A North Yorkshire town which avoided flooding despite not having traditional flood defences has been hailed as an example to follow.

Pickering flooded in 2007 but couldn't get funding for a flood barrier. Instead a smaller, and cheaper reservoir to store water and let it out slowly was built further up Pickering beck.

In addition, 167 small, leaky dams were built out of logs and branches and trees were planted.

It is part of an attempt to recreate past conditions that slowed the flow of water from the hills. Instead of dealing with the water when it gets to the town, the aim is to control the path it takes.

Academics and engineers say that these cost effective, simple schemes are not always appropriate but could be the way to prevent further flooding across the north. Dr Paul Quinn has worked on similar schemes in Northumberland.

It's really good if you have a big thunderstorm. A big thunderstorm with really big intensity and rainfall it just kills the storm. It takes away the energy, slows down the flow. And it works really well for small communities where the flood wave goes through quite quickly.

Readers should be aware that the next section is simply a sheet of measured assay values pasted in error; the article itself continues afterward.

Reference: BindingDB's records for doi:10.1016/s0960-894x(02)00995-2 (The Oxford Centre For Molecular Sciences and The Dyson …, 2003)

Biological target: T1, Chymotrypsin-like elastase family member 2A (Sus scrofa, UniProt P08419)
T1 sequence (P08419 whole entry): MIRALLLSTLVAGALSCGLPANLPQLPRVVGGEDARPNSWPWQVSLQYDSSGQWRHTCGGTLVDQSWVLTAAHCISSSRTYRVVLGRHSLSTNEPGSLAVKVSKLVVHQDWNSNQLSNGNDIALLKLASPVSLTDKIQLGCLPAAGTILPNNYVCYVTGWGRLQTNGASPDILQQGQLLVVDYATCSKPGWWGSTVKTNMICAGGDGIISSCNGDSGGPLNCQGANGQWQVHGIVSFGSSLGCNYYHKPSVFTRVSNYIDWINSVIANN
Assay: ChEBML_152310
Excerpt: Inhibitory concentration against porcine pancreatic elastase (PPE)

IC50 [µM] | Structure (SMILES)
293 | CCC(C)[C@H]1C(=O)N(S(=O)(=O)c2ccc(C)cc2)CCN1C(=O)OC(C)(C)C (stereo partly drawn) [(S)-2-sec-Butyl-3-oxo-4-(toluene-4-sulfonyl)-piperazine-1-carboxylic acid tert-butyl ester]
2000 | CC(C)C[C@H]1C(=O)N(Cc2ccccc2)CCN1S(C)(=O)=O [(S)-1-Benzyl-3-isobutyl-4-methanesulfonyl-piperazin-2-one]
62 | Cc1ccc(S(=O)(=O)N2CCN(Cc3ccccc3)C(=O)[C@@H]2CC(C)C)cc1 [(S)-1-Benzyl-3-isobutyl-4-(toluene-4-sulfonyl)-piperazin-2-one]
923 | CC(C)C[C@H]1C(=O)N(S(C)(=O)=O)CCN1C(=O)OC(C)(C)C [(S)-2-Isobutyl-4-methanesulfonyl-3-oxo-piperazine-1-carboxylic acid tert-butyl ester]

Dr Paul Quinn, Senior Lecturer in Catchment Hydrology at Newcastle University and

Pickering's residents enjoyed a dry Christmas. Kathryn Grayston spent Boxing Day wondering if the new measures would be enough to hold back the waters running past her home.

It was bound to be tested at some point or another but the fact that it worked I'm sure and it benefitted the whole town especially down below as well because their levels didn't rise at all."

Kathryn Grayston